Sunday, May 11, 2008

Ol' Blue Eyes is staging a comeback

A new era is beginning in the career of Frank Sinatra even if the Chairman of the Board isn't here to participate.

The iconic singer died May 14, 1998, and the 10th anniversary is being marked with a flurry of activity, including a new U.S. postage stamp with his likeness, lavish new CD and DVD collections, a major revival of his films on television and high-profile media appearances by his children.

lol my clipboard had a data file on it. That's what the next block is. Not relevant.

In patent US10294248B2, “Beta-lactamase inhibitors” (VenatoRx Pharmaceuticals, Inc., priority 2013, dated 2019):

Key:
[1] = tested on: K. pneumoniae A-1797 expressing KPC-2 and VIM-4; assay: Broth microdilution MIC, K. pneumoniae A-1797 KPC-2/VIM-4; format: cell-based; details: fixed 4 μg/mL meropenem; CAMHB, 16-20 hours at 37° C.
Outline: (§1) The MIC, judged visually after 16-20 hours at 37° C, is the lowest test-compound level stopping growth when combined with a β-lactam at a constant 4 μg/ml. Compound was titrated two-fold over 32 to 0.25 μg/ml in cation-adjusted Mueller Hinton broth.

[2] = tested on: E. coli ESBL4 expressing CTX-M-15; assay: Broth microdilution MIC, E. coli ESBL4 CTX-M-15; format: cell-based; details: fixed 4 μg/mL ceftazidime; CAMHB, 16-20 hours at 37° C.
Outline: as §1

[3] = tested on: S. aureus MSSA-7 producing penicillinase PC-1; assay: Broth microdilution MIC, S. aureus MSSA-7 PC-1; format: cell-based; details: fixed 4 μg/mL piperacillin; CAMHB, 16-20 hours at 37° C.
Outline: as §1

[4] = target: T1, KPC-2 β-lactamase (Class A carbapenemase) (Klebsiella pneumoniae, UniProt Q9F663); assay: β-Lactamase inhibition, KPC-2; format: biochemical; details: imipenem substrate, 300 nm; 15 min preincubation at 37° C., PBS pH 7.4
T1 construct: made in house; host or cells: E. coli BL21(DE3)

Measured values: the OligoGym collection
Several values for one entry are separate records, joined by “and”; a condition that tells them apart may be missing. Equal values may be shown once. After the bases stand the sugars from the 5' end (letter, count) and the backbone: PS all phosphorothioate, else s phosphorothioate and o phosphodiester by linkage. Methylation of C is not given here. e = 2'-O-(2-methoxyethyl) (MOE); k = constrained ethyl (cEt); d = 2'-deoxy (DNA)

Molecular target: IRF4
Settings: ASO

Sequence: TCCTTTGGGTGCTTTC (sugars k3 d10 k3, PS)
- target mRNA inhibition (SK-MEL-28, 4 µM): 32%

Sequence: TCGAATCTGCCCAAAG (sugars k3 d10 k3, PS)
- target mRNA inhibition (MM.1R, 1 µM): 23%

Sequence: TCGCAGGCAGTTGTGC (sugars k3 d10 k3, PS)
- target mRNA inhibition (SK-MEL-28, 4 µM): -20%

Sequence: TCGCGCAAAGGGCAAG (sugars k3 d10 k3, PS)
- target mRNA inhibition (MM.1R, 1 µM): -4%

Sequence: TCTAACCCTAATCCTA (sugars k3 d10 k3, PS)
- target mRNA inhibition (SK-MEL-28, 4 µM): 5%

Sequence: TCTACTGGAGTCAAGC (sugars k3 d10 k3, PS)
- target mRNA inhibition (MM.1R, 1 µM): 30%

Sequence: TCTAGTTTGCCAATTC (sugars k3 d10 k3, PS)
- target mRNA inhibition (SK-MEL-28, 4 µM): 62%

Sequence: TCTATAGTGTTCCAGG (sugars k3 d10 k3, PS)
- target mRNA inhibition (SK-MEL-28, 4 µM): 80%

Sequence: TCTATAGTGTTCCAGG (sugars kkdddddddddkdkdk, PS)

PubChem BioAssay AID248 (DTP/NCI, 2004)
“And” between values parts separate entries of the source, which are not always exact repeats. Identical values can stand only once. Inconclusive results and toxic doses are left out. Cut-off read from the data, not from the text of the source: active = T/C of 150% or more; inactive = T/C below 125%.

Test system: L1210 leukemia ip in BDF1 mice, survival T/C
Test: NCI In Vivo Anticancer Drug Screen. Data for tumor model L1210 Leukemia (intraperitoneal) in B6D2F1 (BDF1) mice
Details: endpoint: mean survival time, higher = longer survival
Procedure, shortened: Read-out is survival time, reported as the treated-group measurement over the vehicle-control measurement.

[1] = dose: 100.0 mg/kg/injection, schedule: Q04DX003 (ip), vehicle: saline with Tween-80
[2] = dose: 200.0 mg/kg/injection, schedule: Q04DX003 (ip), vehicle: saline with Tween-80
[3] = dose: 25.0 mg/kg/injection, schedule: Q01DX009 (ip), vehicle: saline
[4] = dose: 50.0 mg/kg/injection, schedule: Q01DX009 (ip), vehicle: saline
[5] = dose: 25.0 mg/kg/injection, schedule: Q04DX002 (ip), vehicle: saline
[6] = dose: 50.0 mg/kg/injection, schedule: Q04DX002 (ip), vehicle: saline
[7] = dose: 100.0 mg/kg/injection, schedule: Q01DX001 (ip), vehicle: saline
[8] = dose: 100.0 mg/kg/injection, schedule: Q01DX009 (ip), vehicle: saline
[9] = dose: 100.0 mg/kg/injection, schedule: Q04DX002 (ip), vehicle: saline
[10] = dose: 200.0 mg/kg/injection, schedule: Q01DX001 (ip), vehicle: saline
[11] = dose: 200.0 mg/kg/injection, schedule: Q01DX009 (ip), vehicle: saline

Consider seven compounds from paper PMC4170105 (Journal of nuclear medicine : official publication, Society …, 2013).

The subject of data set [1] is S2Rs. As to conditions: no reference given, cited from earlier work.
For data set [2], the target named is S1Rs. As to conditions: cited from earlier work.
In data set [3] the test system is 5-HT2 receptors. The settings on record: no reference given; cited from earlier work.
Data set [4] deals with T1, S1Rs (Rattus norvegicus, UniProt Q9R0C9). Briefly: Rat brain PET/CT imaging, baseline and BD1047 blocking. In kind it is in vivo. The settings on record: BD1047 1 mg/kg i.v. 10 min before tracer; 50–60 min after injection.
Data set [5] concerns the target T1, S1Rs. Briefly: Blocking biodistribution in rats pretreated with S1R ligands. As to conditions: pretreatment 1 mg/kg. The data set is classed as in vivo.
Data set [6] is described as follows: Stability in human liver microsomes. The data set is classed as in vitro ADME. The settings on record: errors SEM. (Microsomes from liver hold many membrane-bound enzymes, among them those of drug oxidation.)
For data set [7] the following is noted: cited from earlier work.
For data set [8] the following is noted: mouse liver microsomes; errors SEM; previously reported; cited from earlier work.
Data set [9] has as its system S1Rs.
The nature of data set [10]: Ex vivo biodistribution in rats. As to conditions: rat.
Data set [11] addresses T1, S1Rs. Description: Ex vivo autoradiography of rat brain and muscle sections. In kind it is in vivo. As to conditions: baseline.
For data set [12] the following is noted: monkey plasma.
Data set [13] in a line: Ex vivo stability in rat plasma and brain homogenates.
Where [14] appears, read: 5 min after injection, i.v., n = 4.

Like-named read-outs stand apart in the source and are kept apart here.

This month, Sinatra's voice will be everywhere and his legacy difficult to ignore. Turner Classic Movies will be airing about four dozen Sinatra films this month on Wednesdays and Sundays. Warner Home Video has four new lavish DVD collections headed to stores with 17 Sinatra films in all.

Nancy Sinatra said that the voice of her father has never really gone away and that the fascination with it represents curiosity about the American journey. It's all there, she said: showbiz and politics, fame and heartbreak, talent and style. "His life was the story of the 20th century," she said. "He went from megaphones to fiber optics, and he was the biggest star all the way. No one else has done that."

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